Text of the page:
Fentanyl overdoses ‘new normal,’ PPB says
PORTLAND Ore. (KPTV) - The Portland Police Bureau has had a bike squad since the late ‘90s, and over the years, the team has been used for different purposes.
At the moment, officers said one of their main focuses is a growing drug problem in the community. The number of overdoses they see daily has led patrol officers to carry two doses of Narcan at all times.
“It’s the new normal,” Officer David Baer, with the Central Precinct Bike Squad, said. “We see volumes of fentanyl that are unfathomable four, five years ago. Now, all roads lead to fentanyl and it’s essentially become my full-time job.”
Baer said the team currently has four officers, and “we operate basically as the de facto downtown drug squad.”
Baer said when he pulls out on his bike to hit the streets, he commonly makes arrests with his team by surveying areas downtown. He said that it’s common to see people rapidly deal drugs like fentanyl. At 80¢ to a dollar for a pill, Baer explained that it’s becoming increasingly more affordable and available.
He went as far to say that it has taken over the downtown drug scene.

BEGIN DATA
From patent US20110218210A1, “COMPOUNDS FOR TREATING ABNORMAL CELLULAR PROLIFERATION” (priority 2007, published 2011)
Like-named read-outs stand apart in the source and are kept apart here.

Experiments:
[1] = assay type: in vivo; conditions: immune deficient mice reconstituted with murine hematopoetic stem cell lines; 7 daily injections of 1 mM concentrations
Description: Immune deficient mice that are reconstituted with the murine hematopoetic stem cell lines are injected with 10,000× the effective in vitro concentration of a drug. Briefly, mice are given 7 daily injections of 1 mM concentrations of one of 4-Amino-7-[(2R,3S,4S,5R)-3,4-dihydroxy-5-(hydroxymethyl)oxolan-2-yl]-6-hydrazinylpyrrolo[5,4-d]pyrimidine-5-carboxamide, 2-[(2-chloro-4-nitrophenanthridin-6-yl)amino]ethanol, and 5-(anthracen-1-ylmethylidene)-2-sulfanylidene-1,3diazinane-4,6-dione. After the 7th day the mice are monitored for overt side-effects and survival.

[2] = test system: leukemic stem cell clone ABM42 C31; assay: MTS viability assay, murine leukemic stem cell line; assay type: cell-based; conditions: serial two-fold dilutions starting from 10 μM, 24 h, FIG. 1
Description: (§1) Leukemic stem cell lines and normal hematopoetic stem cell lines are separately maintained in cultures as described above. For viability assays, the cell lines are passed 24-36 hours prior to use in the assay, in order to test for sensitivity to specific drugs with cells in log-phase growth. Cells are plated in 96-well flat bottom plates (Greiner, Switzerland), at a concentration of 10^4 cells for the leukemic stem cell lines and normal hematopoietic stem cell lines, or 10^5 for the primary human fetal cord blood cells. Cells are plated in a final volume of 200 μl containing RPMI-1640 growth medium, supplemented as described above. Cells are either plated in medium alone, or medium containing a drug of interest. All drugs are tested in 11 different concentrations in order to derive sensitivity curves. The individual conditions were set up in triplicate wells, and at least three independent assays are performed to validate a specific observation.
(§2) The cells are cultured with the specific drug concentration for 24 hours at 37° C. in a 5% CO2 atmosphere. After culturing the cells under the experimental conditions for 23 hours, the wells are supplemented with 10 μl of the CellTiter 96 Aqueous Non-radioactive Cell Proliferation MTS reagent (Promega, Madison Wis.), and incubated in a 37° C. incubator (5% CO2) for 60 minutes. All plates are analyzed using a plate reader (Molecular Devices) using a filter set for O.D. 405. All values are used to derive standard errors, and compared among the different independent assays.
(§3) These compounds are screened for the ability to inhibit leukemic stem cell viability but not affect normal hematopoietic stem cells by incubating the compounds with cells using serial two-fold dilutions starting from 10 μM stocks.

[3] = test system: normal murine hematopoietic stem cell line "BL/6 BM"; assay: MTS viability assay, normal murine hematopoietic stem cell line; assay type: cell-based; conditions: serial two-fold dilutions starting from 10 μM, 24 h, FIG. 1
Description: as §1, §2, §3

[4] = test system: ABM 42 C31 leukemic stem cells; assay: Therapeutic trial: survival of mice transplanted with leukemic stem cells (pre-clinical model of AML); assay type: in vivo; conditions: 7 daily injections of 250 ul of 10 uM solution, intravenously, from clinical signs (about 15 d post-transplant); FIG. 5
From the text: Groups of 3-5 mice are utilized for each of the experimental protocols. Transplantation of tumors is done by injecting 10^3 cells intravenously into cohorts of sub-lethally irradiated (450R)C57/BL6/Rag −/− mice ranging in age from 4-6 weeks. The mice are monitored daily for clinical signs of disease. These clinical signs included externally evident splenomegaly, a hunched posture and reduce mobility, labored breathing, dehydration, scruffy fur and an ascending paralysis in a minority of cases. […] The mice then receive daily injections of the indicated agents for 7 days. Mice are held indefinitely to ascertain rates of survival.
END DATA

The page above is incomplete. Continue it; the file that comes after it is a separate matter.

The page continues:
“I’d say 90% of the drugs I see on a daily basis are fentanyl based.”
Monday afternoon, Baer arrested Edis Centeno, alleging he was found with 3,500 pills of fentanyl. Centeno was charged with distribution and unlawful possession of a controlled substance. He was also charged with trademark counterfeiting, as the pills that have been recently seized on the streets are made to look like pharmaceutical products such as oxycodone.
Centeno was arraigned Tuesday where he pleaded not guilty and was ultimately released because an attorney was not available to represent him. He’ll be under pretrial release service’s supervision, who are tasked with assuring he shows up to his next appearance slated for September 13.
Officer Baer would like to warn the public to stay away from drugs on the street, no matter how confident you are they’re safe.
“99% of them turn up positive for fentanyl,” he said. “Even drugs like cocaine and meth. Don’t trust anything on the street.”
He went on to say his team could use upwards of 20 more people. However, the Bureau’s limited staffing means that’s not something on the table right now.
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